- The only inoculation against ra’atan is to be a talmid chacham learning Torah at the moment of association with baalei ra’atan—but even phenomenal Sages like Rebbis Zera, Ami, Assi, and Eliezer didn’t risk it.
- It seems that ra’atan is more of a mental illness (or a soul-illness) than a physical illness, although it contains aspects of both
- It is not possible for regular people to help those infected with ra’atan to do teshuvah. (Although we’ll see in Part II that you still have an obligation to inform them of the need and efficacy of doing teshuvah—from a distance)
- Ra’atan is almost incurable—unless you are either a tremendous sage or a brain surgeon.
- Yet you can cure yourself! (We’ll see how in Part II…)
Traits of People to Avoid
Putting it all together (the Kli Yakar, the Pele Yoetz, David Hamelech, Orchot Tzaddikim), you should avoid people (unless you clearly have a good chance of helping them do teshuvah or are a tremendous talmid chacham or a brain surgeon) who consistently display the following behaviors:
- blabbing about others' faults and blemishes (AKA slander)
- attacking ("goring") each other
- causing great harm just to bring themselves minor benefit or enjoyment
- intentional sinning
- meaningless pastimes and conversation
- people who can't control themselves
While any of us can exhibit the above behaviors at times, it's good to avoid people who exhibit these behaviors on a regular basis.
(Part II will discuss how to have a positive relationship with such people without actually hanging out with them.)
Positive Actions Conducive to Spiritual Growth in Relation to Others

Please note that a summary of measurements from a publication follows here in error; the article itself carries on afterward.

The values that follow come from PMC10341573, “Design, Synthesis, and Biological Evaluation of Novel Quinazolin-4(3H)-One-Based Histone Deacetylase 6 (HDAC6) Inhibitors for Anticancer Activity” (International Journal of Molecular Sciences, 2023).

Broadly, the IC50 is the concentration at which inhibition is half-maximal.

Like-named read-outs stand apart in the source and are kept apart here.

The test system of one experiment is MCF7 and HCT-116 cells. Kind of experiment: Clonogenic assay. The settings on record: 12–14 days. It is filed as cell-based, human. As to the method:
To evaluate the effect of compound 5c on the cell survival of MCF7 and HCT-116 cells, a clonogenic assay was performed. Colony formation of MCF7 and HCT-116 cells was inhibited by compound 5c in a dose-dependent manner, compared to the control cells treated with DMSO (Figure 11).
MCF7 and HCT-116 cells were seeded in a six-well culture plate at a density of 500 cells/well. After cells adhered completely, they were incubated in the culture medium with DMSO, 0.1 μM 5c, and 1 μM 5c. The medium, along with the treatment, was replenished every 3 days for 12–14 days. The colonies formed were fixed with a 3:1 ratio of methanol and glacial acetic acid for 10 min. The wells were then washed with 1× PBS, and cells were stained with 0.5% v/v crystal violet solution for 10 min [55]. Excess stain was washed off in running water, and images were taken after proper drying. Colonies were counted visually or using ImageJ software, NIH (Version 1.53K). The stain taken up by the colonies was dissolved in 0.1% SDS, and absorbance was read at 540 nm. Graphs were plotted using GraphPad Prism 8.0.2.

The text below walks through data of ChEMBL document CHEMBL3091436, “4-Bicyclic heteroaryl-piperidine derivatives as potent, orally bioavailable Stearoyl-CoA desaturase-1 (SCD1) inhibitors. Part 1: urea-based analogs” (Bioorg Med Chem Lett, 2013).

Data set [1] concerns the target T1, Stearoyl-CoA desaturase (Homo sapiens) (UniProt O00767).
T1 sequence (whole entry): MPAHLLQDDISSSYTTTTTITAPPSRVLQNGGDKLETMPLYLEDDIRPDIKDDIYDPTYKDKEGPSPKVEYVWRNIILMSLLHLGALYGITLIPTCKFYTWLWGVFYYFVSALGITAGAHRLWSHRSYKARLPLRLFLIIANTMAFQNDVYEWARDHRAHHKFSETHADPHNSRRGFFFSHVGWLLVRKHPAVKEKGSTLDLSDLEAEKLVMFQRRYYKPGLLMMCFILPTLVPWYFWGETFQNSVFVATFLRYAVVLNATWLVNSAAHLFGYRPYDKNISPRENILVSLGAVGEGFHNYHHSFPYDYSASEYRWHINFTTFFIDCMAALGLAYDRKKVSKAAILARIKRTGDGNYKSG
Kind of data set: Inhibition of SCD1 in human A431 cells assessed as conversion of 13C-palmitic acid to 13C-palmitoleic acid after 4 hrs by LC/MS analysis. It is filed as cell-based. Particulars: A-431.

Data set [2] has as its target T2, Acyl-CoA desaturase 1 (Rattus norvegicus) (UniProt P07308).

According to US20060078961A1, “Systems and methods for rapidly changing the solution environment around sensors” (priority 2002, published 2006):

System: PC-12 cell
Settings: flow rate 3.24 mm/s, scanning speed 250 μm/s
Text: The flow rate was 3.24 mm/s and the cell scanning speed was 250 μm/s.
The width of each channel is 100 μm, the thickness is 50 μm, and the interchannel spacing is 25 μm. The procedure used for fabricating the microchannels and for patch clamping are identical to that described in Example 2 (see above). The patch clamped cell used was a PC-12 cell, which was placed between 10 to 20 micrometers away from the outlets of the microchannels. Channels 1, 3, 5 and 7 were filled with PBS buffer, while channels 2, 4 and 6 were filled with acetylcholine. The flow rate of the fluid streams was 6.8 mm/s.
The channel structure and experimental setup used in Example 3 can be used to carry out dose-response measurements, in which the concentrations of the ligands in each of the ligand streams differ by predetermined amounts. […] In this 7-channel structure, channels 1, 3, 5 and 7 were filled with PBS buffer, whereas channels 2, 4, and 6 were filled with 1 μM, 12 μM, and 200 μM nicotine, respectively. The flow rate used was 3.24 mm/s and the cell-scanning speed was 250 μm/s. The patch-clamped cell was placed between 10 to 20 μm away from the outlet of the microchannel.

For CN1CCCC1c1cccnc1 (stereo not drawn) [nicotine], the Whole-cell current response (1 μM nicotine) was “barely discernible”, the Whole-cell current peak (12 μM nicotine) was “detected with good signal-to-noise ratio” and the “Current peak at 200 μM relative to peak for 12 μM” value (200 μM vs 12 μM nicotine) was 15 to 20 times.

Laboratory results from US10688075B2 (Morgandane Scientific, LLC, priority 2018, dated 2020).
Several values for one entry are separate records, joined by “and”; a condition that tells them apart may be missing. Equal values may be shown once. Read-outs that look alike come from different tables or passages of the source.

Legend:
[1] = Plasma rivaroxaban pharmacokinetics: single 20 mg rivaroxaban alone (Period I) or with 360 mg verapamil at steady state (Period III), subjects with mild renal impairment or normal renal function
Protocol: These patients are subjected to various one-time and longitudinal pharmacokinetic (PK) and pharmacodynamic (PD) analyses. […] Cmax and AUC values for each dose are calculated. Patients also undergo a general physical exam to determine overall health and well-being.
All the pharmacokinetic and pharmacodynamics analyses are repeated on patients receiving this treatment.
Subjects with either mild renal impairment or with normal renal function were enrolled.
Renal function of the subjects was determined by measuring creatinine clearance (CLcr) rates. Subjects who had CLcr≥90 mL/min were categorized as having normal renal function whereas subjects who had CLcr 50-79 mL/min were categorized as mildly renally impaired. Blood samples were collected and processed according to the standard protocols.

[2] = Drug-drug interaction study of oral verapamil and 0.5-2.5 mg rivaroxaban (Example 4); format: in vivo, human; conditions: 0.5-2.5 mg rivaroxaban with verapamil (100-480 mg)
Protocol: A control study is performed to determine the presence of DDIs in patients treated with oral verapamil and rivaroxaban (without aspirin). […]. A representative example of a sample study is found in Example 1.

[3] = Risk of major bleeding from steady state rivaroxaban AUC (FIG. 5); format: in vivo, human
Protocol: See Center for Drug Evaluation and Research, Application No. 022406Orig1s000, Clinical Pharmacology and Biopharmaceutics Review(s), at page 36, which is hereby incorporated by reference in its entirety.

To protect ourselves, our Sages advise us the following:
- Avoid problematic people as described above; for unless you are on an extremely high spiritual level, associating with such problematic people will cause you to become like them
- Associate with people on a higher level than yourself
- If there aren't spiritually evolved people around, then become your own best friend (or, in the words of the Pele Yoetz: “…he must be a friend unto himself…”) and associate with Hashem.
Associate with the following types of people:
(Nobody is perfect, but desirable people strive for the following....)
- Honest people
- People who care about what halacha says
- People who seek out the good in others
Now, to be completely forthright, reading about ra'atan and all the rest possibly causes most of us a twinge of uncomfortable recognition.
I mean, what should we do—avoid associating with ourselves?
How many of us truly never relished a juicy piece of gossip—particularly about someone we really resented? How many of us have never, ever slandered someone?
Haven’t most of us—at least once—sought out someone’s faults and then related those faults to others, feeling perfectly justified all the while? Or smug? Or maybe not even giving it a second thought?
And here, we’ve just learned that such people are practically irredeemable.
Except that they’re not.
For hope, teshuvah, rectification, and a cure, please see Part II!
This is my own translation and any errors are also mine.